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Extended survival and re-hospitalisation among paediatric patients requiring extracorporeal membrane oxygenation for primary cardiac dysfunction

  • Nicole Erwin (a1), Jeannie Zuk (a2), Jon Kaufman (a3), Zhaoxing Pan (a4), Esther Carpenter (a5), Max B. Mitchell (a6) and Eduardo M. da Cruz (a7)...

Although survival to hospital discharge among children requiring extracorporeal membrane oxygenation support for medical and surgical cardio-circulatory failure has been reported in international registries, extended survival and re-hospitalisation rates have not been well described in the literature.

Material and methods

This is a single-institution, retrospective review of all paediatric patients receiving extracorporeal membrane oxygenation for primary cardiac dysfunction over a 5-year period.


A total of 74 extracorporeal membrane oxygenation runs in 68 patients were identified, with a median follow-up of 5.4 years from hospital discharge. Overall, 66% of patients were decannulated alive and 25 patients (37%) survived to discharge. There were three late deaths at 5 months, 20 months, and 6.8 years from discharge. Of the hospital survivors, 88% required re-hospitalisation, with 63% of re-admissions for cardiac indications. The median number of hospitalisations per patient per year was 0.62, with the first re-admission occurring at a mean time of 9 months after discharge from the index hospitalisation. In all, 38% of patients required further cardiac surgery.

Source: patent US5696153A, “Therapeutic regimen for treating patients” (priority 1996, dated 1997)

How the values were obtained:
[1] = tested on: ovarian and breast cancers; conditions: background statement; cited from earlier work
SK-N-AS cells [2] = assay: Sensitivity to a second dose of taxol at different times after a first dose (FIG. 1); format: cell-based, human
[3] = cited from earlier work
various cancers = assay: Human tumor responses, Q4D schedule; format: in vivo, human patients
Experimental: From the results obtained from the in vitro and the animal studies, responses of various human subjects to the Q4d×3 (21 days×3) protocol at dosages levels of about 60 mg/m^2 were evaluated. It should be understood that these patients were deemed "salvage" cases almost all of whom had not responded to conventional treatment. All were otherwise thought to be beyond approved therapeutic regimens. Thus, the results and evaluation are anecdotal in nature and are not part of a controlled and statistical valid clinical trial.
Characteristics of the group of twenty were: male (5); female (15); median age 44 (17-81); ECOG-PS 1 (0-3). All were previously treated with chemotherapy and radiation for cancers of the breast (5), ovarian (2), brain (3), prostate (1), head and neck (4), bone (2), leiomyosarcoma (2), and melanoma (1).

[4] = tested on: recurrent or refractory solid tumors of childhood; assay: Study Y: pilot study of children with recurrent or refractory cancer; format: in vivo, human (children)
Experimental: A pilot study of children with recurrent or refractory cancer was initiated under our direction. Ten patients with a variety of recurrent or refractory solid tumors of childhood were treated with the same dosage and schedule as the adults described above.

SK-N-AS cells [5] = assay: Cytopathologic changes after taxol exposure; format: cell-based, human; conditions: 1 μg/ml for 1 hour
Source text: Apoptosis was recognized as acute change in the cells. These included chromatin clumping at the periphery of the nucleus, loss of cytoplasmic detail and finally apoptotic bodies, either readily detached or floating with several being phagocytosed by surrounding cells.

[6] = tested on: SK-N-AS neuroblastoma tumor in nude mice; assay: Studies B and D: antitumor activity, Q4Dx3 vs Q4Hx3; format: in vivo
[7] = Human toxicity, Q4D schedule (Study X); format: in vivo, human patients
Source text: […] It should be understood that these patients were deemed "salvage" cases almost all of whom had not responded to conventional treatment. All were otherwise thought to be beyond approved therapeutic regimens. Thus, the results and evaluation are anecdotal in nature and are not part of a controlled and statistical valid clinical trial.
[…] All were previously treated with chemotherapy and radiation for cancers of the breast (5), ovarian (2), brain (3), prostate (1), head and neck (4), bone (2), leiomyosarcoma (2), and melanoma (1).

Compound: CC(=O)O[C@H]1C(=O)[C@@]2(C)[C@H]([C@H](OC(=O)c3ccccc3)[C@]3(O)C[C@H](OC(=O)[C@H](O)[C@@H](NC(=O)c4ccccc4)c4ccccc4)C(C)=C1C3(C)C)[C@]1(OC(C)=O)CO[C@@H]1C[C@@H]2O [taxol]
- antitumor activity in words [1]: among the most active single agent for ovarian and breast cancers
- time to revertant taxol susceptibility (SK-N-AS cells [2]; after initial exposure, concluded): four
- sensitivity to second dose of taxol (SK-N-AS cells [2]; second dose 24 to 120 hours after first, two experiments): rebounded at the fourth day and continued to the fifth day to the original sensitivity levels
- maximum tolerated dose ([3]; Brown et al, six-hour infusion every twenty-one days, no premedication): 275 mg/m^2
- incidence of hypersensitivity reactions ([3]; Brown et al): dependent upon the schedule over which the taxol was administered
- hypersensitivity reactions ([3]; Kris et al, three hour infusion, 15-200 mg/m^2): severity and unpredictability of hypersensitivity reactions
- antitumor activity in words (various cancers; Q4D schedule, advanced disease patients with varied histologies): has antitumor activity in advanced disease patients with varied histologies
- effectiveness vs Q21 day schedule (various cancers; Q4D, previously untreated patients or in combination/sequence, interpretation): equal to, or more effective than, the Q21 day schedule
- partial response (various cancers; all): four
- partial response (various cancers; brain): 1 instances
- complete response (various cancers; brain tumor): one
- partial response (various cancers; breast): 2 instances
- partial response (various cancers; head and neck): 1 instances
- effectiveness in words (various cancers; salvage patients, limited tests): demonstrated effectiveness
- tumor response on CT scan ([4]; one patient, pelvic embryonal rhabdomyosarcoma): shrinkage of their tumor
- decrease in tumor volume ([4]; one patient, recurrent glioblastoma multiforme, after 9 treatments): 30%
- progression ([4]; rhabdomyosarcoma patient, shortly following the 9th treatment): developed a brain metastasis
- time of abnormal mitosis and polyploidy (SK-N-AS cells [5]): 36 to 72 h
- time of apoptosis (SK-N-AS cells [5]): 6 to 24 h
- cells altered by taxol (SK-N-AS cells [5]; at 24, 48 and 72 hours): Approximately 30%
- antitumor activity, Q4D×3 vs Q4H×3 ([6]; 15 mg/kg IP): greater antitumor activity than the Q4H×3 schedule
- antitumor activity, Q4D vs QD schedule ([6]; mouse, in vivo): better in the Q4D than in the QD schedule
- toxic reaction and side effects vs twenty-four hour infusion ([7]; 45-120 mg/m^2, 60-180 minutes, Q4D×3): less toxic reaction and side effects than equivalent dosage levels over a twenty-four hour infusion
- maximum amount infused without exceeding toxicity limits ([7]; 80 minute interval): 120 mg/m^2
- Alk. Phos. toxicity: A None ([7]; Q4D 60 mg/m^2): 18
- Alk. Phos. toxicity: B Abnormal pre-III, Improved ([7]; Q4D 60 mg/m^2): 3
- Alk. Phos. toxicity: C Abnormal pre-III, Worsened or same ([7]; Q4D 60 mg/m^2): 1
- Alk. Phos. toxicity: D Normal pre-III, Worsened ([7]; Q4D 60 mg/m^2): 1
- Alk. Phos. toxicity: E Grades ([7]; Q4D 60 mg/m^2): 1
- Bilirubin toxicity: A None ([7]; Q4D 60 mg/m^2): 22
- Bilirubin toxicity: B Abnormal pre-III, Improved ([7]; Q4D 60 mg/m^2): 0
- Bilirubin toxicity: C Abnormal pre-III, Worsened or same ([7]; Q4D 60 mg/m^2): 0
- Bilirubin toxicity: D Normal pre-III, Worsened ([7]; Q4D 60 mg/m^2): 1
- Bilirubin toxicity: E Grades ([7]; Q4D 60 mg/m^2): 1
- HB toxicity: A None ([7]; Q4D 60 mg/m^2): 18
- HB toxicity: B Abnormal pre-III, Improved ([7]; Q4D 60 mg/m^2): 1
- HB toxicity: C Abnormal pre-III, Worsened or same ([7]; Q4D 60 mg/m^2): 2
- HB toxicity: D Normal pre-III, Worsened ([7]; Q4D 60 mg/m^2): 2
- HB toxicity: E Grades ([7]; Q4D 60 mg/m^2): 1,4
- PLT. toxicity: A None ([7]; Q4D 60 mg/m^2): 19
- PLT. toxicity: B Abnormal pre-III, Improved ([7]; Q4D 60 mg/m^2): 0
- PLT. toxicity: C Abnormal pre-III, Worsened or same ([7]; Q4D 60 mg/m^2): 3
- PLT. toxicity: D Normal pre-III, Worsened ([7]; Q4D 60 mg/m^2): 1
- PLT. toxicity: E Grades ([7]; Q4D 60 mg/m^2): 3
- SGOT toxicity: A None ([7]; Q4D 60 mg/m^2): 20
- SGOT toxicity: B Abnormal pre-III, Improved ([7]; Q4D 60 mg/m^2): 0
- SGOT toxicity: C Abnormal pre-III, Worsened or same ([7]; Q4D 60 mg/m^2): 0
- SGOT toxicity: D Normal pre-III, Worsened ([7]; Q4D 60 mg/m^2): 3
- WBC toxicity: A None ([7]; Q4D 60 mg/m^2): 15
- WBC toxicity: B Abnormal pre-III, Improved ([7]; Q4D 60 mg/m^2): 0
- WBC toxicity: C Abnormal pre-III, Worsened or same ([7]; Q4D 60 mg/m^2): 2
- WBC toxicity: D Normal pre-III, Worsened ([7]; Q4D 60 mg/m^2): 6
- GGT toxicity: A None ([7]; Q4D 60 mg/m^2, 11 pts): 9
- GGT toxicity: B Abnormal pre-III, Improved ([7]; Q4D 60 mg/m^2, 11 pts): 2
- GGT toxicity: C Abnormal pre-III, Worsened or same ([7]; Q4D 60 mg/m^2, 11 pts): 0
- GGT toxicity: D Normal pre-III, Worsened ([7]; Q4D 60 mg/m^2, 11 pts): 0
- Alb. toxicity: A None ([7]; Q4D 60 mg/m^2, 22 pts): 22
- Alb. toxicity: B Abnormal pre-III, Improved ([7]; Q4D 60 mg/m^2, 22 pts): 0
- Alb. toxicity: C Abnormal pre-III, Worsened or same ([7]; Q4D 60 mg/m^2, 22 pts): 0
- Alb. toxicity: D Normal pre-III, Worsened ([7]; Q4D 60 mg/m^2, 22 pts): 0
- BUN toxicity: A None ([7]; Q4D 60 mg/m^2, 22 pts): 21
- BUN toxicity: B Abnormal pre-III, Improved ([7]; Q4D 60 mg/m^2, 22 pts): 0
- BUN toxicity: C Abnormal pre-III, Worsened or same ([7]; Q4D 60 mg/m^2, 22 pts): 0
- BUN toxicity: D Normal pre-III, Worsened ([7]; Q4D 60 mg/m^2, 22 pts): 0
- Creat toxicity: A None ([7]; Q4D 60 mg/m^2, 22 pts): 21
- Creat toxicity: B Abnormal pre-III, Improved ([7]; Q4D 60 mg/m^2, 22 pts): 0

Extended survival rates for paediatric hospital survivors of cardiac extracorporeal membrane oxygenation support for medical and post-surgical indications are encouraging. However, re-hospitalisation within the first year following hospital discharge is common, and many patients require further cardiac surgery. Although re-admission hospital mortality is low, longer-term follow-up of quality-of-life indicators is required.

Corresponding author
Correspondence to: Dr E. M. da Cruz, MD, Department of Pediatrics, The Heart Institute, Children's Hospital Colorado, School of Medicine, University of Colorado at Denver, 13120 East 16th Avenue, B-100, Aurora, Colorado 80045, United States of America. Tel: +1 720 777 4055; Fax: +1 720 777 7290; E-mail:
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Cardiology in the Young
  • ISSN: 1047-9511
  • EISSN: 1467-1107
  • URL: /core/journals/cardiology-in-the-young
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